In this socially networked world, text is king. Status updates — tiny dispatches from friends, family, strangers — are the atomic unit that keeps the social web whirring. But, oftentimes, words simply lack visual pop.
In this socially networked world, text is king.
Status updates — tiny dispatches from friends, family, strangers — are the atomic unit that keeps the social web whirring.
But, oftentimes, words simply lack visual pop.
“I started looking at my Facebook news feed on my mobile phone,” says Alex Pooyan Khorram, “and I realized how quickly I just flip through things.”
Khorram is the founder and CEO of Whims, a new mobile app/social network that’s trying to change that.
“What Instagram did for photo sharing and photo creation, we’re doing for status updates,” Khorram explains.
Here’s how it works.
You type a message into the Whims app on your iPhone. You’re then presented with style sheets that offer different colors and fonts. You can pick themes ranging from Star Wars to Mitt Romney. You make a few tweaks, hit save, “and voilà, it shows up as a ‘whim,'” Khorram says.
From within the app, you can then post your message on Facebook or Twitter, or share it on the network of Whims users.
“We’re all sort of vying for attention,” Khorram says. “If we can create a way for people to express themselves in a more beautiful way, why not allow them to do that?”
Next big thing?
The tech world gasped when Facebook announced in April it was acquiring photo-sharing app Instagram for $1 billion.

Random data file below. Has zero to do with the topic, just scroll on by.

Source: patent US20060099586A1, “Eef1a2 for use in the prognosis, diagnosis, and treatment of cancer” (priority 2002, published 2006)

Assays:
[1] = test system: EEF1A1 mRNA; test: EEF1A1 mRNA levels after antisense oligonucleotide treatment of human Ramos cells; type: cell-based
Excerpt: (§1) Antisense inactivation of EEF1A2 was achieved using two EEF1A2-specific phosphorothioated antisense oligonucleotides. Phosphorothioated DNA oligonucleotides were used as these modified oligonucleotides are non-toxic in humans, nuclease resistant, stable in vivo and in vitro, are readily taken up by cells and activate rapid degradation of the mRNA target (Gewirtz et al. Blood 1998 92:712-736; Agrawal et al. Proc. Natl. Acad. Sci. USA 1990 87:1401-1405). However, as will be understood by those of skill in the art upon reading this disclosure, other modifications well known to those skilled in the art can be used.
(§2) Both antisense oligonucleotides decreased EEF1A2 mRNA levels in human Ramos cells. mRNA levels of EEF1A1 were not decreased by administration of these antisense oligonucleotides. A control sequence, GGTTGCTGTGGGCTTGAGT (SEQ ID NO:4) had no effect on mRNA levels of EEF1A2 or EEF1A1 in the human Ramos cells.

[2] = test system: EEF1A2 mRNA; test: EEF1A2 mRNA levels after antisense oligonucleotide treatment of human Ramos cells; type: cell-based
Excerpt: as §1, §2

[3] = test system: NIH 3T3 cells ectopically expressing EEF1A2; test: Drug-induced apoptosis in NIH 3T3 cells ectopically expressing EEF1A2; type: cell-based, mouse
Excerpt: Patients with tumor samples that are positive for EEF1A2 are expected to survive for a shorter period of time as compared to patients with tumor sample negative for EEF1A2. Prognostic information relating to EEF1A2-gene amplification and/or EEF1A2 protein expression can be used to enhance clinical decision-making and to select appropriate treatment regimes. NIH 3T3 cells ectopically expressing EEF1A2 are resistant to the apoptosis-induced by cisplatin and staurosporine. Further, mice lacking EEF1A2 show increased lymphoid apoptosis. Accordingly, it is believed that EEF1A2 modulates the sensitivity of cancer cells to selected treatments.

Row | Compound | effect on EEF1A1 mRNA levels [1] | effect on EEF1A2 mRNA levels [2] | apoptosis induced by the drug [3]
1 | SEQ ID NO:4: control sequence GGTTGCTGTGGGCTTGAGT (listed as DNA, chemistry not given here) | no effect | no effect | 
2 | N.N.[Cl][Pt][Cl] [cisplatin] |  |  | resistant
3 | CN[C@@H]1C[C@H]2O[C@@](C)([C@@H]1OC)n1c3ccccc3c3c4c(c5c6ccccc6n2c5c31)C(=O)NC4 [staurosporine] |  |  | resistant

The app now tops Twitter in user engagement. (One declaration from the tech press: “Pictures beat words.”)
But Instagram still generates zero revenue.
“Build the right product, build the right product, build the right product, get the users, and the money will follow,” Khorram says. “I agree with that.”
Whims is also a free app, but Khorram is trying to make money from the get go.
He says the plan is to partner with brands. The idea is to create Whims style sheets for users to tweak at will. Imagine a status update in your alma mater’s colors.
Khorram — who previously founded social search firm CliqSearch — admits the company will likely encounter business model roadblocks along the way.
Still, he says the company is focused on getting early users hooked.
“Right now we’re focused on really getting the consumer experience down,” says Khorram. “So it’s seamless, it’s fun and it becomes … addictive.”
Whims was accepted into Apple’s App Store on Wednesay afternoon. The five-person company is in the process of closing on a million-dollar round of seed funding, according to Khorram.
As they move into new digs in Philly’s Bella Vista neighborhood, Khorram hopes Whims becomes the city’s next big thing.
“It’d be wonderful for us to actually have a breakout company in consumer tech,” Khorram says.
Whether it’s Whims, only time will tell.